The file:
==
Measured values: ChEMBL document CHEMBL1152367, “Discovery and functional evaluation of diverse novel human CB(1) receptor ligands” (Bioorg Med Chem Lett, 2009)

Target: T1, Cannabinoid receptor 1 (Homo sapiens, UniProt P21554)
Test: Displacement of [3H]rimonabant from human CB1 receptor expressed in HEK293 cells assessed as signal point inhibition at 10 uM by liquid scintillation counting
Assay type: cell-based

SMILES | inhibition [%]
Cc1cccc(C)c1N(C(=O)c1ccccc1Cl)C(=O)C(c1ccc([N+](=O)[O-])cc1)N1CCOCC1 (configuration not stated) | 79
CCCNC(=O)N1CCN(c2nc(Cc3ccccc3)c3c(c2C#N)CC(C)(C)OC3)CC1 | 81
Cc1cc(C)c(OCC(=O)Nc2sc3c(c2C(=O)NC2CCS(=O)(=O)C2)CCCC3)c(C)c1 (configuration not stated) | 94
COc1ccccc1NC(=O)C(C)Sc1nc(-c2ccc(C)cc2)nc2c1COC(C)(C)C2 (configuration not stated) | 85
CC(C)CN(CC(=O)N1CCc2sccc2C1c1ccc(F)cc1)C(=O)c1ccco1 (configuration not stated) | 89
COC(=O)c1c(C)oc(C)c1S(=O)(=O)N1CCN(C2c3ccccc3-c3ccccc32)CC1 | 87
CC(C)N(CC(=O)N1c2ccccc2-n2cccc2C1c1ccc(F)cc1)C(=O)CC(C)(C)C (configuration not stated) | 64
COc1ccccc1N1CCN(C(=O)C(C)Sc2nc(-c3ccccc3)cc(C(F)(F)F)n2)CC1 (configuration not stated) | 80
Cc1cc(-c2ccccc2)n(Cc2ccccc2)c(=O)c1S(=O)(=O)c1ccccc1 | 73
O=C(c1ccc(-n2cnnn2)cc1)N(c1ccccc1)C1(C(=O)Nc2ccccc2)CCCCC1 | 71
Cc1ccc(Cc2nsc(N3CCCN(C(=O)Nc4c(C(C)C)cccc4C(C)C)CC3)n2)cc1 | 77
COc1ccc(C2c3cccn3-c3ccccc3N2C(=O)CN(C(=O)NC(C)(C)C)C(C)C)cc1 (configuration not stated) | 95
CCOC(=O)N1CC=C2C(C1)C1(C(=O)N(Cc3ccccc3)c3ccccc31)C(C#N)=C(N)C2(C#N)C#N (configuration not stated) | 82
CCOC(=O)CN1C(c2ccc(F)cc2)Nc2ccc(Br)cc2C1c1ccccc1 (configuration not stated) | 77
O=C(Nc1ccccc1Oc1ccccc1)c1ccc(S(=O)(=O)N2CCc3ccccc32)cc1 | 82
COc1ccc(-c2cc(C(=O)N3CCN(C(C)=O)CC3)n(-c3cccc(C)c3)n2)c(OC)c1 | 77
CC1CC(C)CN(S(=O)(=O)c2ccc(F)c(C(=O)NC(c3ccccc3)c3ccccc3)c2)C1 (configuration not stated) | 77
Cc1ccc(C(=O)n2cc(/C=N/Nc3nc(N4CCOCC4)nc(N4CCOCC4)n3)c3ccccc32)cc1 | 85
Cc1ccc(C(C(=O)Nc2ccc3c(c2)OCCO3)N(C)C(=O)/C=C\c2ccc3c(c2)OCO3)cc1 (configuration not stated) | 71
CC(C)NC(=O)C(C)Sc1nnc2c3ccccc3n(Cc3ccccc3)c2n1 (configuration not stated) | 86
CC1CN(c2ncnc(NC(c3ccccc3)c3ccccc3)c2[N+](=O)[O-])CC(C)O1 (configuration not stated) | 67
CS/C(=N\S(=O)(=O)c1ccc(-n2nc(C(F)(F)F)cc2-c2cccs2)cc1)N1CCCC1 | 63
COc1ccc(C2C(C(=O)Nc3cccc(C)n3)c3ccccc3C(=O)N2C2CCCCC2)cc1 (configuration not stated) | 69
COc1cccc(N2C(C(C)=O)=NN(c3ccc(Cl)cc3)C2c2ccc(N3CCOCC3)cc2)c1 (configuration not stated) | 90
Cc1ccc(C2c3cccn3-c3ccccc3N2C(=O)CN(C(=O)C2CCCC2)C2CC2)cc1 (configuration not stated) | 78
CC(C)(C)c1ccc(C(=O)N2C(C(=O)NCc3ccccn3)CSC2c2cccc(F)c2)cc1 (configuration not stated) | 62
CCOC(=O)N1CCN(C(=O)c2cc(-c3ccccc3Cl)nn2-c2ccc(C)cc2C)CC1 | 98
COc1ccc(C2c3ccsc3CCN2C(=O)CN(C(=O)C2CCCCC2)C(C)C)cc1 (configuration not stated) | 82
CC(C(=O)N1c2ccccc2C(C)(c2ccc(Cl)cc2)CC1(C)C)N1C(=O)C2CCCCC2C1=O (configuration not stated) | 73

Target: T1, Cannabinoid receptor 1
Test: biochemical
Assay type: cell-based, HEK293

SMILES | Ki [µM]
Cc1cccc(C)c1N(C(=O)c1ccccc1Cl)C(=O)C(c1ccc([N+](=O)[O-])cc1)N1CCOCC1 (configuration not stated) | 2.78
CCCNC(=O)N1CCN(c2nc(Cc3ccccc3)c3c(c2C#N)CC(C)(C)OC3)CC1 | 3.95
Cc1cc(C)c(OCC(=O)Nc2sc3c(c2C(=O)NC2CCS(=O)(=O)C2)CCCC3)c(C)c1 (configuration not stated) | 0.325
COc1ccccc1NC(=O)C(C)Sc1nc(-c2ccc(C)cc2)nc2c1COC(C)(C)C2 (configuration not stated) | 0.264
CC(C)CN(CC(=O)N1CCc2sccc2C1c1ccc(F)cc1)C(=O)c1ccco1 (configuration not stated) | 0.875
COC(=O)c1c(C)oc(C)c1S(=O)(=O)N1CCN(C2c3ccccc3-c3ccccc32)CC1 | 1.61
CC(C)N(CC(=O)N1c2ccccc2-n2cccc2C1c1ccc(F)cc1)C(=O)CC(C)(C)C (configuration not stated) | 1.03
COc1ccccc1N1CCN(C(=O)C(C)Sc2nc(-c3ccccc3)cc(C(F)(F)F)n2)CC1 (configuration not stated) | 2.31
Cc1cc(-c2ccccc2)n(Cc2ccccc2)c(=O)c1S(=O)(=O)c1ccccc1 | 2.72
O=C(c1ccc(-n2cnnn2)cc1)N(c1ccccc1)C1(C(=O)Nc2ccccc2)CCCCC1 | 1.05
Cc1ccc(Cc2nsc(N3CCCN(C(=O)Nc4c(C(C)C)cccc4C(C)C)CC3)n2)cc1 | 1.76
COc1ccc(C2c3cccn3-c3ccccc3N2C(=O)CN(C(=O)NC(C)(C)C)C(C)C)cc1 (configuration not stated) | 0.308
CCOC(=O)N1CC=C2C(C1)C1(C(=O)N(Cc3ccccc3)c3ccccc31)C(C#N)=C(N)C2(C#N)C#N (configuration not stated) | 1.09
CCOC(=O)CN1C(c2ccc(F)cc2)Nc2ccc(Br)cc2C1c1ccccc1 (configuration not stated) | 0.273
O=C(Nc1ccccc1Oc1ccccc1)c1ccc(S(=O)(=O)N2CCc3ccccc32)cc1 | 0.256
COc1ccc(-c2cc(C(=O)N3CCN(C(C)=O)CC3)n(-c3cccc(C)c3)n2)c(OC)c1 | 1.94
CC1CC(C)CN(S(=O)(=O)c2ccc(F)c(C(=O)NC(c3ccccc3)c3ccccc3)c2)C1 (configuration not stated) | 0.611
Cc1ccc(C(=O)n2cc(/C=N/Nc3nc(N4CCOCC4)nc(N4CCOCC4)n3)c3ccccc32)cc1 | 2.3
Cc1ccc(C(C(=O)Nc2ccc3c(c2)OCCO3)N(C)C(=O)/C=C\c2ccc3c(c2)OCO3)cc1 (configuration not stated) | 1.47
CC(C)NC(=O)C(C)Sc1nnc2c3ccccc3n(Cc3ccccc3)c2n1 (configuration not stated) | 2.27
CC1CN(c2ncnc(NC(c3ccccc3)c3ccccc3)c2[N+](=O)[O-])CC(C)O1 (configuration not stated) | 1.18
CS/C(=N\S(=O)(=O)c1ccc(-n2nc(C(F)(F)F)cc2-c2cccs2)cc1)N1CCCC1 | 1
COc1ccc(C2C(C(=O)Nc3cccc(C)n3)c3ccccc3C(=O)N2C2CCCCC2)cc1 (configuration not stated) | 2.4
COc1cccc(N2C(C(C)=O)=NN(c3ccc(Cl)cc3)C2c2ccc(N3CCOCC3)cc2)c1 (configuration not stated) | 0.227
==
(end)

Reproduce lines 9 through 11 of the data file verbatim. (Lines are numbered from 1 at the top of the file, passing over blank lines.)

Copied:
COc1ccccc1NC(=O)C(C)Sc1nc(-c2ccc(C)cc2)nc2c1COC(C)(C)C2 (configuration not stated) | 85
CC(C)CN(CC(=O)N1CCc2sccc2C1c1ccc(F)cc1)C(=O)c1ccco1 (configuration not stated) | 89
COC(=O)c1c(C)oc(C)c1S(=O)(=O)N1CCN(C2c3ccccc3-c3ccccc32)CC1 | 87